Trauma and Its Effect on Relationships

September 18, 2017|Mental Health|
Hartgrove Hospital Trauma and Its Effect on Relationships

By: Kathryn Millán, MA, LPC/MHSP

Traumatic incidents are uncontrollable, distressing events that leave a lasting imprint on the people they affect. People who have survived trauma often continue to live normal lives, but the effects of trauma may impact mood, motivation and relationships. It’s normal to experience some changes after a distressing and uncontrollable event, and it’s important to know when to seek supportive trauma treatment.

All humans have unique life experiences and backgrounds, and each person may react to a traumatic incident in a unique way. Events that are traumatic to one person may not feel as distressing to another person. Everyone reflects on and recovers from trauma in their own way, and it may have differing effects on relationships, confidence and the sense of overall safety each person experiences.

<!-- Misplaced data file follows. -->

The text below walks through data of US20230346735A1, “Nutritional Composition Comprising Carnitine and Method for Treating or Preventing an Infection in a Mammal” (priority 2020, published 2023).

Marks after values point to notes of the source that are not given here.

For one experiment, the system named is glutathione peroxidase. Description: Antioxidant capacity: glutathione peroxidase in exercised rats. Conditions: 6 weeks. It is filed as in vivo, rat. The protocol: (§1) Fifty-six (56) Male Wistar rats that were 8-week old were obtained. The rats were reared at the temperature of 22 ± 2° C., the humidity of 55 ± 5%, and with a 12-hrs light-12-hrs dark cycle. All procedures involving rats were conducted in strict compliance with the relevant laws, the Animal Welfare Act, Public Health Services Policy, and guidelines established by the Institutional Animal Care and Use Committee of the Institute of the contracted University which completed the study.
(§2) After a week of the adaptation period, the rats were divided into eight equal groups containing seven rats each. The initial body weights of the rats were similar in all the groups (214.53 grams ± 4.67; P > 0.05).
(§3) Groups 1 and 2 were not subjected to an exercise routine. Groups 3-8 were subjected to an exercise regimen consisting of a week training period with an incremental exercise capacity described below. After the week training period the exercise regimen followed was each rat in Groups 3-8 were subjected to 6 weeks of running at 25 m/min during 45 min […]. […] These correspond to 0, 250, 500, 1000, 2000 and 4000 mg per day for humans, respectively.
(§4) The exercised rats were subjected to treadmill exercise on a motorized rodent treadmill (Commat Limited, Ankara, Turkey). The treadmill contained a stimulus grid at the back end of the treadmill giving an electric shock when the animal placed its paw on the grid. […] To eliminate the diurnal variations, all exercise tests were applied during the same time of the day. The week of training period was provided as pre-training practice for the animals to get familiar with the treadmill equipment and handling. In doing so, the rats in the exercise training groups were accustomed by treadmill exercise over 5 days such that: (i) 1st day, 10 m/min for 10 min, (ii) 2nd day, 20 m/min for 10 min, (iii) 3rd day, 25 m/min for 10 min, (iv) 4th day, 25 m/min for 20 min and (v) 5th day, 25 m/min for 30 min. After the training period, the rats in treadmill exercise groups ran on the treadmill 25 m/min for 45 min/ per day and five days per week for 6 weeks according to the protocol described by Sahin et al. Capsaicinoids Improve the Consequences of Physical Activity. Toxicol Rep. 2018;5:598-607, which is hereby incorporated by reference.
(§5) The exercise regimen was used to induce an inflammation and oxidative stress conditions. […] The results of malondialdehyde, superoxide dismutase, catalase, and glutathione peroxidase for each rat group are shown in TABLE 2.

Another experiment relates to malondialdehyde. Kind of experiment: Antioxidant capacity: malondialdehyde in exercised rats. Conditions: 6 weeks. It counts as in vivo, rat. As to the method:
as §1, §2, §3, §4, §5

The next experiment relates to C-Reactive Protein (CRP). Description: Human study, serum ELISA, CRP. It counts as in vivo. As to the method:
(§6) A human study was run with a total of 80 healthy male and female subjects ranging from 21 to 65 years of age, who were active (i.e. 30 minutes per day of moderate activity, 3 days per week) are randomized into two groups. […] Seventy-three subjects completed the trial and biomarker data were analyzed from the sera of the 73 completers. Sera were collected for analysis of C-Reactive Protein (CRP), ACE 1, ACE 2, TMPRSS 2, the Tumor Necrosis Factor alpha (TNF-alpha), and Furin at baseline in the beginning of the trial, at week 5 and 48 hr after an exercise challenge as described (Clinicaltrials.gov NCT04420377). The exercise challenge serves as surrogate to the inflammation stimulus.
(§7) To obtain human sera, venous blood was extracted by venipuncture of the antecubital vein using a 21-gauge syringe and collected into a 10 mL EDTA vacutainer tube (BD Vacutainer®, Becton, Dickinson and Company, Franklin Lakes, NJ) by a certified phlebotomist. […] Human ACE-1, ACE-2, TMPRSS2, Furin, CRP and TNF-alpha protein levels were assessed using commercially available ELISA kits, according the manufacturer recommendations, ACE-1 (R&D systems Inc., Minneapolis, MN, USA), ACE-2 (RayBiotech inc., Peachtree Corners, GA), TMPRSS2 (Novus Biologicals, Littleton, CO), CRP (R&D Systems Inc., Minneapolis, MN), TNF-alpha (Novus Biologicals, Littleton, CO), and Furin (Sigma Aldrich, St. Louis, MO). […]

Types of Trauma

There are different types of trauma. Some people experience a single traumatic event in a given time period, while others experience what is known as “complex trauma.” Complex trauma occurs when traumatic incidents are repeated, or when new, unique traumas continually occur. For instance, complex trauma may occur in families that struggle with domestic violence, addiction, poverty, chronic illness or ongoing community violence.1

Both single-incident trauma and complex trauma can impact relationships with co-workers, friends, spouses, family members and the relationship with self.

If you experience some of the following symptoms, trauma may be affecting your life2:

  • Irritability or chronic anger
  • Anxiety
  • Insomnia or difficult sleep
  • Agitation, impatience or an inability to sit still
  • Intrusive memories, nightmares or flashbacks
  • Feeling “out of body” or disconnected from other people
  • Becoming “shut down” or unable to accomplish goals
  • Struggles with depression or unhappiness